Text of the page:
I spent most of my free time as a kid at the Evergreen Washelli cemetery. There weren't many parks in the Aurora neighborhood in the 1990s.
With our two dogs, Jack and Pirate, my dad, my brother, and I would play tag and hide-and-seek among the blackberry bushes and swampy duck ponds. I loved the dogs, but my dad was really the mammal guy. I adored reptiles. I had anole lizards and turtles. I raised an African tortoise from golf-ball-size to hula-hoop-size. My thing for reptiles is not surprising—they are the John Waters movie of pets.
My favorite activities in the cemetery were picking blackberries and catching garter snakes. The snakes bit hard enough to draw blood, and made a terrible smell in defense when I grabbed them, but their teeth were tiny and venom-less and didn't scare me one bit. I had a terrarium furnished with sand, driftwood, warm lights, and store-bought crickets and mealworms. It was basically a snake hotel. I knew the snakes loved freedom, so I kept the ones I caught only a month or so.
One day, out with the dogs, I caught an enormous garter snake, at least two feet long. It was uncharacteristically lethargic, lying on a warm rock near an empty grave. The snake was also noticeably lumpy, and when I showed my prize to my mom, she urged me to let it go immediately. She didn't tell me until much later that she'd worried it had cancer. She knew how attached I became to my pets.
After I pleaded, she let me keep it. One night a few weeks later, a rustling sound in the terrarium woke me up. The snake was wiggling in a way I had never seen a snake move. A tiny snake, the size of an earthworm, slid onto the sand. It broke through what looked like the yolk of an egg, except it was clear, to find a comfortable spot under the heat lamp.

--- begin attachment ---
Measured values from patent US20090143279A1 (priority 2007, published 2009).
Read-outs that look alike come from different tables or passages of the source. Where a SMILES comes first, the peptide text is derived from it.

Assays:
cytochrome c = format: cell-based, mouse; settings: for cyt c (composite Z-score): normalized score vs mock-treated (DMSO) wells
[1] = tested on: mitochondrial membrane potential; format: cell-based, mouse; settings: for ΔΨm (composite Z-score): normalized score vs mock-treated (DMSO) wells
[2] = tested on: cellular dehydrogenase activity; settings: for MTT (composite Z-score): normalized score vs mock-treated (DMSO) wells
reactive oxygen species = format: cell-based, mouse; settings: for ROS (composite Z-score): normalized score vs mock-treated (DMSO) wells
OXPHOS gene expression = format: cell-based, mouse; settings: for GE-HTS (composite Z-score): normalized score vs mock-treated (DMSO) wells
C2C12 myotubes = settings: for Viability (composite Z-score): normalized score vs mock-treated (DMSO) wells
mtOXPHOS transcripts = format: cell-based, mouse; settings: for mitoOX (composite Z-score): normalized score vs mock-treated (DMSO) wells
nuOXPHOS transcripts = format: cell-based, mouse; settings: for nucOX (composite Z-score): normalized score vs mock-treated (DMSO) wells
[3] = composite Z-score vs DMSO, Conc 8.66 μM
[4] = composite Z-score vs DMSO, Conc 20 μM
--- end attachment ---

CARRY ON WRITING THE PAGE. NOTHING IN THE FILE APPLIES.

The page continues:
The snake I'd caught was giving birth. One glossy, sparkly-eyed baby slid out after another. The babies gathered under the lamp to dry off. It was so exciting, it felt like Christmas morning, but it was too late to wake anyone up.
The next day, I brought the babies tiny crickets and water. I looked around the terrarium for eggshells, but as it turns out, garter snakes do live birth. It was one of the coolest things I've ever seen. I felt like some kind of snake uncle.
The following week, I went on vacation. When we got home, four of the baby snakes, along with the mother, had escaped into the house. We didn't know where they were. I looked everywhere, imagining them in the walls—but hoping, if I didn't find them, that they had at least made it outside.
A few days after that, I woke up to shrieking.
The snakes had climbed into an empty suitcase, and when my mother opened it, they burst out like some Indiana Jones scenario.
We let them go after that, setting them out in the yard, except the mother snake, which I released in the cemetery where I found her. I did hold on to one baby snake, which I kept in a tiny cricket-furnished terrarium in my tree house. I was pretty sure it wouldn't be allowed in the house after the suitcase incident.
Garter snakes live up to 20 years. You might have seen my guests in your garden.